23 February 2018
Who are these Christians?
In his book The Heart of Christianity (2003) Marcus Borg of Oregon State University describes how his students have a negative image of Christianity. "When I ask them to write a short essay on their impression of Christianity," says Borg, "they consistently use five adjectives: Christians are literalistic, anti-intellectual, self-righteous, judgmental, and bigoted."
In NZ society today these same stereotypes are perpetuated and reinforced by the media. The media love a scrap between someone who pushes a conventional Christian view of Jesus to the edge and someone who defends it fundamentally, and who hopefully produce some controversial statements. Pictures of Destiny Church followers marching in their unfortunate black T Shirts against whatever the prevailing issues are, or documentaries on weird sects - possibly misrepresented- showing how families are brainwashed "prove' that Christians are odd. The fact that the mainstream churches, where still the vast majority of Christians worship, do not support whatever sect is shown, does not deter the media from naming them as Christian.
Have you noticed when the abuse of children occurs, parents are labelled as Christian if they have any connection with any church, as if this somehow produces a negative effect. The other day a religious labelling was given to a Muslim couple with the same intention of this being a negative contributor to their parenting skills?.
Religion is pictured as being the cause of all the abusive behaviours under question and gives the reporters the chance to turn their brains off and take cheap shots.
Dan Clendenin, in his blog, points out that the Bible tells of the massive difference for good made in the lives of the first Christians. Paul's letter to the Corinthians greets that troubled group of believers, where there were divisions, boasting about incest ("and of a kind that does not occur even among pagans," 1 Corinthians 5:1), eating food that had been sacrificed to pagan idols, disarray in worship services, and predatory evangelist preachers masquerading as super-apostles, with a wholehearted wish for "grace and peace." He hopes that they will be "enriched in every way" (1 Corinthians 1:3,4). He wishes them only good. Think about what our world might be like if we each offered our neighbour a similar greeting for their well-being.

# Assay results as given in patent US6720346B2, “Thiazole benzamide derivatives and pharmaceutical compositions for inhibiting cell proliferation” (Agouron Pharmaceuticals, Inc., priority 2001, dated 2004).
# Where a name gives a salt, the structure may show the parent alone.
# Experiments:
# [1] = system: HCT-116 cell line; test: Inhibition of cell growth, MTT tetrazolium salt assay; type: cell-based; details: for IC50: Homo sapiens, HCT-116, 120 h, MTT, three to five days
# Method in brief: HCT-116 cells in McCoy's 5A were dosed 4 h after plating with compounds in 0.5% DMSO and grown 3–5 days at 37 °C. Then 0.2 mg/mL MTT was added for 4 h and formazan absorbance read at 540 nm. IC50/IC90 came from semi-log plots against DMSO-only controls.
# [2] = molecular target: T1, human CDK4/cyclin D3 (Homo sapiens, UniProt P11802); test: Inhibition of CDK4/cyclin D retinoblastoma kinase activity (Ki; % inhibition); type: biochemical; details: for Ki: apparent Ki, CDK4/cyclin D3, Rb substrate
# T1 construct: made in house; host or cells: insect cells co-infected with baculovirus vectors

The reality is that following the example of Jesus, the first Christians broke down social barriers. They disregarded religious taboos that judged people as ritually clean or unclean, worthy or unworthy. They undermined normal social rankings of wealth, ethnicity, religion, and gender in favour of a radical equality before God and with each other: "There is neither Jew nor Greek, slave nor free, male nor female, for you are all one in Christ Jesus" (Galatians 3:28), and they struggled and argued about how to do it.
They demonstrated transparency, not moral superiority or questionable motives. Like their Lord, they were compassionate rather than condemning. They lived out of gratitude not fear, and had a reputation for empathy rather than fault-finding. The first followers of Jesus were people of self-sacrifice, not self-interest. They insisted that God was like a tender father, not a vindictive tyrant, and encouraged every person without exception to believe what the psalmist said: "This I know, that God is for me" (Psalm 56:9).
A generation after the first believers, the theologian Justin Martyr (c. 100165) summed up the appeal of Christian community: . . we who once took most pleasure in accumulating wealth and property now share with everyone in need; we who hated and killed one another and would not associate with men of different tribes because of their different customs now, since the coming of Christ, live familiarly with them and pray for our enemies.
The witness of those first believers who, because "great grace was with them all," demonstrated overflowing generosity to their neighbours, consequently "enjoyed the favour of all the people."
I would hope that we could be seen as having those qualities instead of what many people are conditioned to think today when they hear the word "Christian."
I guess it depends on us to challenge the present stereotype by how we follow Jesus in our community so that we point towards the love and life of God which is offered to everyone.
Rev. Margaret Anne Low
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